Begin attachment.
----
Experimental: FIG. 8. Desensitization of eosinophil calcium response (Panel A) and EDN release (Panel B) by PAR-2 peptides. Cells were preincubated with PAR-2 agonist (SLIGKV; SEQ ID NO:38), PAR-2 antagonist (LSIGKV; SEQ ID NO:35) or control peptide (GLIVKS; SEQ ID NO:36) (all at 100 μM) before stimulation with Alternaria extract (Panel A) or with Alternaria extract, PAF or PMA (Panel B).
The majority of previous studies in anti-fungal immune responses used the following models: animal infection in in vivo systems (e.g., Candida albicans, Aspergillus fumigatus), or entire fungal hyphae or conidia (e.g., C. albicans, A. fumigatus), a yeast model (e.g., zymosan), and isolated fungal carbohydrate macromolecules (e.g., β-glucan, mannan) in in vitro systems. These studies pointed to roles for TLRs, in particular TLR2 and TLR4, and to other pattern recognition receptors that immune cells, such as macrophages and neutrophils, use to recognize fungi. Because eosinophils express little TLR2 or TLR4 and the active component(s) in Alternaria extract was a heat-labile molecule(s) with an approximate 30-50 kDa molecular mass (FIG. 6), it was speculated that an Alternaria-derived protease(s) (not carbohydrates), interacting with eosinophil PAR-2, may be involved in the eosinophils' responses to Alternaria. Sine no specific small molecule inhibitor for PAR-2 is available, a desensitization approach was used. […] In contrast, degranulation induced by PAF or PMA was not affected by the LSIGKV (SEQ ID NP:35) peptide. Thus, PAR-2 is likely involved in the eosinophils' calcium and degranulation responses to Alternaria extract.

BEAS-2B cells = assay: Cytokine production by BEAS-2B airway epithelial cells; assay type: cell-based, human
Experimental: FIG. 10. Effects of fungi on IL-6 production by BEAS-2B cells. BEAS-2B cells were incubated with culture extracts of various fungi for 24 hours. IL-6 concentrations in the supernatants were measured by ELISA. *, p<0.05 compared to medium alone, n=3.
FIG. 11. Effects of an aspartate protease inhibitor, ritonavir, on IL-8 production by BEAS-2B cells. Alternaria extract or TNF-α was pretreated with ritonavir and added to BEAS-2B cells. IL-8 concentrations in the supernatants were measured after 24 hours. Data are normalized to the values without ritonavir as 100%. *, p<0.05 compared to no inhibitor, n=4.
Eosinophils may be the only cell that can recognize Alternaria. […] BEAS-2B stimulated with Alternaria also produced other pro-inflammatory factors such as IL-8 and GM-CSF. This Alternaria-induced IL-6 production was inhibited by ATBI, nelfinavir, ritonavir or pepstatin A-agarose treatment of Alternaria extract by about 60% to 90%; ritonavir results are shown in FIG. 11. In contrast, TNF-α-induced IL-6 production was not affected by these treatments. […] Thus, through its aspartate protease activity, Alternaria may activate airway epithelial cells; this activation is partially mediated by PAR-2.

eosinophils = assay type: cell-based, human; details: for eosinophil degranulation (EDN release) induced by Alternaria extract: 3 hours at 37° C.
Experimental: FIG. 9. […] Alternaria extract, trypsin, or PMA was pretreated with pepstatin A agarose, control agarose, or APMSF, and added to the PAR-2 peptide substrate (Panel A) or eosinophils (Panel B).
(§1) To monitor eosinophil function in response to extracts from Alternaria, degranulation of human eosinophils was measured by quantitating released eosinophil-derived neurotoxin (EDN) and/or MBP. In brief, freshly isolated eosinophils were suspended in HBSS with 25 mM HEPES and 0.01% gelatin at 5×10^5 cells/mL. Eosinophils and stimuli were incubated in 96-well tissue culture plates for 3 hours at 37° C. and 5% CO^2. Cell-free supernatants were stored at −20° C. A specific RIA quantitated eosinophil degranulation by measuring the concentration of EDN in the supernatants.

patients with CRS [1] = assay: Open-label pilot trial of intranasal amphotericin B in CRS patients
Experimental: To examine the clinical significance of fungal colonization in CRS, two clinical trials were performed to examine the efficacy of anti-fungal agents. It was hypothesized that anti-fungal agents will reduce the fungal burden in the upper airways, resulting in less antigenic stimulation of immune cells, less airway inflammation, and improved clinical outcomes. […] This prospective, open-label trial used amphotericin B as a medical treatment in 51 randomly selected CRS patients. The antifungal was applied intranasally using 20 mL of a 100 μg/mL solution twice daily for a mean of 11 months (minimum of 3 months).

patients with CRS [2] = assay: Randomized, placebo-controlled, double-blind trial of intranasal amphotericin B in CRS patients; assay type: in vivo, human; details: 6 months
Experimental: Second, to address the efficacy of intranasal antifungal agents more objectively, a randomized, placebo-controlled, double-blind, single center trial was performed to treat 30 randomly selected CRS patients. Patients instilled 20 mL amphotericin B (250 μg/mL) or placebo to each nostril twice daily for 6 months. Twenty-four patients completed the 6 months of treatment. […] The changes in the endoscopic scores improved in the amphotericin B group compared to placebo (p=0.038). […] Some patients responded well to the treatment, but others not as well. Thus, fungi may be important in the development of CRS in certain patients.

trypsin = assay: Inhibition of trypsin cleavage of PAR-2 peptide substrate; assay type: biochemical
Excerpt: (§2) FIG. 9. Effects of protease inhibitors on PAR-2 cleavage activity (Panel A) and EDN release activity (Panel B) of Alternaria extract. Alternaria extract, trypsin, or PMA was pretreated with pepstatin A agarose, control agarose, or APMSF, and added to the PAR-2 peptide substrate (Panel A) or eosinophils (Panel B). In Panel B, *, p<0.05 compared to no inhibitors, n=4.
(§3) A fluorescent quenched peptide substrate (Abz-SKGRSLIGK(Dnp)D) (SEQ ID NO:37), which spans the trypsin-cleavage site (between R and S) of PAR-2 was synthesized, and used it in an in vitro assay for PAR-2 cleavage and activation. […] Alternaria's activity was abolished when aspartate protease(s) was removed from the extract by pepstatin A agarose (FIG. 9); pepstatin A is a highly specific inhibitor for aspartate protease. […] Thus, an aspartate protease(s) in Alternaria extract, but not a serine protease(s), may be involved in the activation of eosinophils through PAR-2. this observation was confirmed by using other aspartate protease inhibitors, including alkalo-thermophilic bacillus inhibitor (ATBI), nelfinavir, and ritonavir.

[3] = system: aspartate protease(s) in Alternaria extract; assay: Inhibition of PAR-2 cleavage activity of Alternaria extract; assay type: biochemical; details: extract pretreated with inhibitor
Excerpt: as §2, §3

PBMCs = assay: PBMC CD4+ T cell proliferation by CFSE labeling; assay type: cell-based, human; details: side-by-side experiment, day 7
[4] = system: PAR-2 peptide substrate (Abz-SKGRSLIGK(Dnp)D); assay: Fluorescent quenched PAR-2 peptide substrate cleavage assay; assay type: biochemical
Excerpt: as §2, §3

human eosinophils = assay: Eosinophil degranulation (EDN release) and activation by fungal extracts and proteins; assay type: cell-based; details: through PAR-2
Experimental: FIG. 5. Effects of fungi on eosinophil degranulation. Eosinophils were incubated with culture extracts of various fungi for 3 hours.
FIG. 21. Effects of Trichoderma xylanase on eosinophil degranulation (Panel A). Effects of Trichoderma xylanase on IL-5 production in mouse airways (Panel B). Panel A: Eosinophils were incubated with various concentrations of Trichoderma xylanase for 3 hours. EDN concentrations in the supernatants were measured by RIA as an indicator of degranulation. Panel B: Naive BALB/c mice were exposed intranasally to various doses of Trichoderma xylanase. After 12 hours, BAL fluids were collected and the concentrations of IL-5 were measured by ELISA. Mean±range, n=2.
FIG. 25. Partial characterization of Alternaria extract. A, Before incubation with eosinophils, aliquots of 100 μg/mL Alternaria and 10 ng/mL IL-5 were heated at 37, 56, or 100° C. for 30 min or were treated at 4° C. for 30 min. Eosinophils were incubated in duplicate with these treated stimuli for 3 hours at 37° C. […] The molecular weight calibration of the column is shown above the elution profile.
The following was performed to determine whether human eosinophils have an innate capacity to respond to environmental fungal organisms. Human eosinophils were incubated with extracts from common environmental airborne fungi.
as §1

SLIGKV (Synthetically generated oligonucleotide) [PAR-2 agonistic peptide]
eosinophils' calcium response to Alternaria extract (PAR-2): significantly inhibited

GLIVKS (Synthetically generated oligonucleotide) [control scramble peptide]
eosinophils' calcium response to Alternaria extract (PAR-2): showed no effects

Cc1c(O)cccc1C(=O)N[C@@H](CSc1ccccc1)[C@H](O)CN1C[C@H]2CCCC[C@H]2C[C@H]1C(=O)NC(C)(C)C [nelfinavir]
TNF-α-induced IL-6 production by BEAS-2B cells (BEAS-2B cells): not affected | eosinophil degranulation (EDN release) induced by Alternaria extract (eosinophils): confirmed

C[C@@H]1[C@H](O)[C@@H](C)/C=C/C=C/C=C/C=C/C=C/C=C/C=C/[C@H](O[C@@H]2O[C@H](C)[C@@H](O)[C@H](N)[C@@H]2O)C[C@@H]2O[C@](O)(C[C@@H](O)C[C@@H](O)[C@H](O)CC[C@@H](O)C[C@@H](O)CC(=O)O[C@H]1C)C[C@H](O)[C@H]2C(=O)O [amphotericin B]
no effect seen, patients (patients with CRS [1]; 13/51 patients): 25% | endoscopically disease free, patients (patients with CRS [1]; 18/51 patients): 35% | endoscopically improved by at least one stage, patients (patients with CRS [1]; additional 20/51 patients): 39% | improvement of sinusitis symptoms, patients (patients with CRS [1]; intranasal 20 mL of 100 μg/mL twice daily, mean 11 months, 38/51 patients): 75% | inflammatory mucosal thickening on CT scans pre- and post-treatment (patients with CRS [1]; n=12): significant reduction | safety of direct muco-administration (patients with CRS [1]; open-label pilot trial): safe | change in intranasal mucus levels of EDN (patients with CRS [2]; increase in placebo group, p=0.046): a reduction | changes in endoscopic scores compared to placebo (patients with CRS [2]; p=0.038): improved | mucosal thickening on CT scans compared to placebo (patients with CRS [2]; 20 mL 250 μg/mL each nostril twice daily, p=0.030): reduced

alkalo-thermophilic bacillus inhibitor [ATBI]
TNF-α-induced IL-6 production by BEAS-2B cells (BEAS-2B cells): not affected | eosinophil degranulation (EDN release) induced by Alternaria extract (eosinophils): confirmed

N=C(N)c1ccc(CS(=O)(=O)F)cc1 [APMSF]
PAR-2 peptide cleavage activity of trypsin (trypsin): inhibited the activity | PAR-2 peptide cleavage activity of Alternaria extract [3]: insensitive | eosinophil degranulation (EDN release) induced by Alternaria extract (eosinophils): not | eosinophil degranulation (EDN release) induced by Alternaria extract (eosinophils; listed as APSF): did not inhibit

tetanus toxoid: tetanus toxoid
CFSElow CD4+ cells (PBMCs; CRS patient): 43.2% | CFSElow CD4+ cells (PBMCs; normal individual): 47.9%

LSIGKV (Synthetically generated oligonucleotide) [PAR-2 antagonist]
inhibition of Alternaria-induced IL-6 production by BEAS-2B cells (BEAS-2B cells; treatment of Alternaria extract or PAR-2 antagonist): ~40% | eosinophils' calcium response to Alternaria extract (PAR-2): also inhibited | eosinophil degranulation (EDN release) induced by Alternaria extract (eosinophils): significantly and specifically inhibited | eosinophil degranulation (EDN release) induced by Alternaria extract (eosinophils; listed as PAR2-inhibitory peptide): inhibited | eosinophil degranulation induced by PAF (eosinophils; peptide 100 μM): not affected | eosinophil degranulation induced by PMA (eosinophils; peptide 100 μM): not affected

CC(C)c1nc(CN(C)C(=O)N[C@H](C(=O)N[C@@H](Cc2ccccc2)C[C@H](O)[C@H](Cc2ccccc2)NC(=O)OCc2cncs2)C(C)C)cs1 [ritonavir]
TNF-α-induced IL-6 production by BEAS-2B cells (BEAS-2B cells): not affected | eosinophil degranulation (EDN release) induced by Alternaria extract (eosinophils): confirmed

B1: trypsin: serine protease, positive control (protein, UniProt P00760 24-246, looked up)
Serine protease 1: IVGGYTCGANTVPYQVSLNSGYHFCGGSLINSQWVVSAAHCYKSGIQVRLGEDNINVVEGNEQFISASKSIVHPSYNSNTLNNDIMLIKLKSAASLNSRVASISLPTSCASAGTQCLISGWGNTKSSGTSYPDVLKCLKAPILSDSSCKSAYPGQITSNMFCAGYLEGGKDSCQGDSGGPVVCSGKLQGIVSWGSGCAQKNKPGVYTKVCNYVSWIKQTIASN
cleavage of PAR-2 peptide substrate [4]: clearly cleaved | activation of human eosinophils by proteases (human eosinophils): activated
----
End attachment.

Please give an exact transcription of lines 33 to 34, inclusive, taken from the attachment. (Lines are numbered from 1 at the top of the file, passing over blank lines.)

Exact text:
TNF-α-induced IL-6 production by BEAS-2B cells (BEAS-2B cells): not affected | eosinophil degranulation (EDN release) induced by Alternaria extract (eosinophils): confirmed

C[C@@H]1[C@H](O)[C@@H](C)/C=C/C=C/C=C/C=C/C=C/C=C/C=C/[C@H](O[C@@H]2O[C@H](C)[C@@H](O)[C@H](N)[C@@H]2O)C[C@@H]2O[C@](O)(C[C@@H](O)C[C@@H](O)[C@H](O)CC[C@@H](O)C[C@@H](O)CC(=O)O[C@H]1C)C[C@H](O)[C@H]2C(=O)O [amphotericin B]